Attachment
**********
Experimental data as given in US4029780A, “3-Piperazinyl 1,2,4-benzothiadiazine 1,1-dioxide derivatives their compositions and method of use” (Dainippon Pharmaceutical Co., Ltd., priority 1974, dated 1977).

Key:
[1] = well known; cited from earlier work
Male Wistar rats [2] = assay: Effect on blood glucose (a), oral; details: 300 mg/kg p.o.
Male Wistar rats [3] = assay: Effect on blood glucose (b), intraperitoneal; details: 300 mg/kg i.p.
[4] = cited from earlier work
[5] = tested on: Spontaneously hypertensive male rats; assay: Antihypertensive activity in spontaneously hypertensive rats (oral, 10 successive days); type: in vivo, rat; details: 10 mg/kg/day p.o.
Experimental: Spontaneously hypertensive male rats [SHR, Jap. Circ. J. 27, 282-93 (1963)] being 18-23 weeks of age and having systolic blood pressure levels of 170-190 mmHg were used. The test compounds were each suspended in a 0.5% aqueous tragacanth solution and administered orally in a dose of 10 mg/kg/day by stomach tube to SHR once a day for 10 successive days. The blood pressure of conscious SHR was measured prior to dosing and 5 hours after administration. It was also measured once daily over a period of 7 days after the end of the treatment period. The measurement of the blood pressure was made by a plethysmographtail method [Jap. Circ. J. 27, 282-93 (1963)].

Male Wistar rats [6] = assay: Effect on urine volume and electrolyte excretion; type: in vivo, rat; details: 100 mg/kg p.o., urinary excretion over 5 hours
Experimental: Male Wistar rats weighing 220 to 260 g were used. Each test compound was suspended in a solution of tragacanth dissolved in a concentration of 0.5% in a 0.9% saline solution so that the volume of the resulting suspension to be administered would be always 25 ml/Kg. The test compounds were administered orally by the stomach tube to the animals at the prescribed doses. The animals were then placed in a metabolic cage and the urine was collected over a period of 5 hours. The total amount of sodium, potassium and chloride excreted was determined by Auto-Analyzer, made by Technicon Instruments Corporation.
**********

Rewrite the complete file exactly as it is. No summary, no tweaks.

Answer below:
Experimental data as given in US4029780A, “3-Piperazinyl 1,2,4-benzothiadiazine 1,1-dioxide derivatives their compositions and method of use” (Dainippon Pharmaceutical Co., Ltd., priority 1974, dated 1977).

Key:
[1] = well known; cited from earlier work
Male Wistar rats [2] = assay: Effect on blood glucose (a), oral; details: 300 mg/kg p.o.
Male Wistar rats [3] = assay: Effect on blood glucose (b), intraperitoneal; details: 300 mg/kg i.p.
[4] = cited from earlier work
[5] = tested on: Spontaneously hypertensive male rats; assay: Antihypertensive activity in spontaneously hypertensive rats (oral, 10 successive days); type: in vivo, rat; details: 10 mg/kg/day p.o.
Experimental: Spontaneously hypertensive male rats [SHR, Jap. Circ. J. 27, 282-93 (1963)] being 18-23 weeks of age and having systolic blood pressure levels of 170-190 mmHg were used. The test compounds were each suspended in a 0.5% aqueous tragacanth solution and administered orally in a dose of 10 mg/kg/day by stomach tube to SHR once a day for 10 successive days. The blood pressure of conscious SHR was measured prior to dosing and 5 hours after administration. It was also measured once daily over a period of 7 days after the end of the treatment period. The measurement of the blood pressure was made by a plethysmographtail method [Jap. Circ. J. 27, 282-93 (1963)].

Male Wistar rats [6] = assay: Effect on urine volume and electrolyte excretion; type: in vivo, rat; details: 100 mg/kg p.o., urinary excretion over 5 hours
Experimental: Male Wistar rats weighing 220 to 260 g were used. Each test compound was suspended in a solution of tragacanth dissolved in a concentration of 0.5% in a 0.9% saline solution so that the volume of the resulting suspension to be administered would be always 25 ml/Kg. The test compounds were administered orally by the stomach tube to the animals at the prescribed doses. The animals were then placed in a metabolic cage and the urine was collected over a period of 5 hours. The total amount of sodium, potassium and chloride excreted was determined by Auto-Analyzer, made by Technicon Instruments Corporation.